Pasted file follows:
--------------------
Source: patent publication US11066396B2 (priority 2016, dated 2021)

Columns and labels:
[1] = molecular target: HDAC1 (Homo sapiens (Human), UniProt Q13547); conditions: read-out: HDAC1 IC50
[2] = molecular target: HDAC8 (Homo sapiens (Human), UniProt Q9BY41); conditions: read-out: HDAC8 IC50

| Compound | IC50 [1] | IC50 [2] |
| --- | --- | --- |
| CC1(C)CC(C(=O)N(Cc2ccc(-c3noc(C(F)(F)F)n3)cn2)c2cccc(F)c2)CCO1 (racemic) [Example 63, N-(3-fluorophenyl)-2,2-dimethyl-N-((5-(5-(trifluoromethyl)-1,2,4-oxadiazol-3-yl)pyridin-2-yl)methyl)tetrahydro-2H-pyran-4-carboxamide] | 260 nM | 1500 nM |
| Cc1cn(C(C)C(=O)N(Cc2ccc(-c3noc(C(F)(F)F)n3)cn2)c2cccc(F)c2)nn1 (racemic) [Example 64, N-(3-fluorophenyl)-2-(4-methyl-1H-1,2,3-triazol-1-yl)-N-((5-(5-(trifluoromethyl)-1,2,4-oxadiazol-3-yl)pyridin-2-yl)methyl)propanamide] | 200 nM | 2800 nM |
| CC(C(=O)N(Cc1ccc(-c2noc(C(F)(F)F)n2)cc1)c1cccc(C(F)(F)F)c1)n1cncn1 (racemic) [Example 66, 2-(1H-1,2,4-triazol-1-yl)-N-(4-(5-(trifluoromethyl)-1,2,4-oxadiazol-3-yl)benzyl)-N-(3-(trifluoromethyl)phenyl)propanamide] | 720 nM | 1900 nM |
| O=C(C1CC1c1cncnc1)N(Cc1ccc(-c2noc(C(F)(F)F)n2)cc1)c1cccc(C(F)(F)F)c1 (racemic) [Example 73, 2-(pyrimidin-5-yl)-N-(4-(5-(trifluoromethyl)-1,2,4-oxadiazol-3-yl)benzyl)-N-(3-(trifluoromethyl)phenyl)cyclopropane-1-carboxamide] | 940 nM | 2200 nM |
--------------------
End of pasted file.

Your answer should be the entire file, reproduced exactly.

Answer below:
Source: patent publication US11066396B2 (priority 2016, dated 2021)

Columns and labels:
[1] = molecular target: HDAC1 (Homo sapiens (Human), UniProt Q13547); conditions: read-out: HDAC1 IC50
[2] = molecular target: HDAC8 (Homo sapiens (Human), UniProt Q9BY41); conditions: read-out: HDAC8 IC50

| Compound | IC50 [1] | IC50 [2] |
| --- | --- | --- |
| CC1(C)CC(C(=O)N(Cc2ccc(-c3noc(C(F)(F)F)n3)cn2)c2cccc(F)c2)CCO1 (racemic) [Example 63, N-(3-fluorophenyl)-2,2-dimethyl-N-((5-(5-(trifluoromethyl)-1,2,4-oxadiazol-3-yl)pyridin-2-yl)methyl)tetrahydro-2H-pyran-4-carboxamide] | 260 nM | 1500 nM |
| Cc1cn(C(C)C(=O)N(Cc2ccc(-c3noc(C(F)(F)F)n3)cn2)c2cccc(F)c2)nn1 (racemic) [Example 64, N-(3-fluorophenyl)-2-(4-methyl-1H-1,2,3-triazol-1-yl)-N-((5-(5-(trifluoromethyl)-1,2,4-oxadiazol-3-yl)pyridin-2-yl)methyl)propanamide] | 200 nM | 2800 nM |
| CC(C(=O)N(Cc1ccc(-c2noc(C(F)(F)F)n2)cc1)c1cccc(C(F)(F)F)c1)n1cncn1 (racemic) [Example 66, 2-(1H-1,2,4-triazol-1-yl)-N-(4-(5-(trifluoromethyl)-1,2,4-oxadiazol-3-yl)benzyl)-N-(3-(trifluoromethyl)phenyl)propanamide] | 720 nM | 1900 nM |
| O=C(C1CC1c1cncnc1)N(Cc1ccc(-c2noc(C(F)(F)F)n2)cc1)c1cccc(C(F)(F)F)c1 (racemic) [Example 73, 2-(pyrimidin-5-yl)-N-(4-(5-(trifluoromethyl)-1,2,4-oxadiazol-3-yl)benzyl)-N-(3-(trifluoromethyl)phenyl)cyclopropane-1-carboxamide] | 940 nM | 2200 nM |